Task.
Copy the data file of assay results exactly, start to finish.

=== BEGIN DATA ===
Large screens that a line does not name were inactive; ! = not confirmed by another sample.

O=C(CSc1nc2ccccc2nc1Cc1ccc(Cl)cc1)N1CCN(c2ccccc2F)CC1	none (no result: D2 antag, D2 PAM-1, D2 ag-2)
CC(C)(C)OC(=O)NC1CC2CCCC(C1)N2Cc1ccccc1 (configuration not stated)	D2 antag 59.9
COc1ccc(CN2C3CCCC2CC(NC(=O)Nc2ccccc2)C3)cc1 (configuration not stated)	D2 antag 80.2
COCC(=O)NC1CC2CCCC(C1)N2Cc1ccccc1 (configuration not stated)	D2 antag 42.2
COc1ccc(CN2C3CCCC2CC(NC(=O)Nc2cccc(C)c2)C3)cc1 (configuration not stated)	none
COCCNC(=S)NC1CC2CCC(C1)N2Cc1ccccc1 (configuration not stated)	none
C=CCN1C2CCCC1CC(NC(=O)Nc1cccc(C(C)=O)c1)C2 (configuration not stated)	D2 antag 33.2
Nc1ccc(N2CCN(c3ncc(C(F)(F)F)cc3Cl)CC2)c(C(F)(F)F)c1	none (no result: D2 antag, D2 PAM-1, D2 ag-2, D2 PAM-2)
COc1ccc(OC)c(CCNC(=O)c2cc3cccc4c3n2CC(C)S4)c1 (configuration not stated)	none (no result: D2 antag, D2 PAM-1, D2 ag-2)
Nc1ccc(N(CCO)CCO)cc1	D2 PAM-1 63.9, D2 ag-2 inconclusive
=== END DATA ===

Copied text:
Large screens that a line does not name were inactive; ! = not confirmed by another sample.

O=C(CSc1nc2ccccc2nc1Cc1ccc(Cl)cc1)N1CCN(c2ccccc2F)CC1	none (no result: D2 antag, D2 PAM-1, D2 ag-2)
CC(C)(C)OC(=O)NC1CC2CCCC(C1)N2Cc1ccccc1 (configuration not stated)	D2 antag 59.9
COc1ccc(CN2C3CCCC2CC(NC(=O)Nc2ccccc2)C3)cc1 (configuration not stated)	D2 antag 80.2
COCC(=O)NC1CC2CCCC(C1)N2Cc1ccccc1 (configuration not stated)	D2 antag 42.2
COc1ccc(CN2C3CCCC2CC(NC(=O)Nc2cccc(C)c2)C3)cc1 (configuration not stated)	none
COCCNC(=S)NC1CC2CCC(C1)N2Cc1ccccc1 (configuration not stated)	none
C=CCN1C2CCCC1CC(NC(=O)Nc1cccc(C(C)=O)c1)C2 (configuration not stated)	D2 antag 33.2
Nc1ccc(N2CCN(c3ncc(C(F)(F)F)cc3Cl)CC2)c(C(F)(F)F)c1	none (no result: D2 antag, D2 PAM-1, D2 ag-2, D2 PAM-2)
COc1ccc(OC)c(CCNC(=O)c2cc3cccc4c3n2CC(C)S4)c1 (configuration not stated)	none (no result: D2 antag, D2 PAM-1, D2 ag-2)
Nc1ccc(N(CCO)CCO)cc1	D2 PAM-1 63.9, D2 ag-2 inconclusive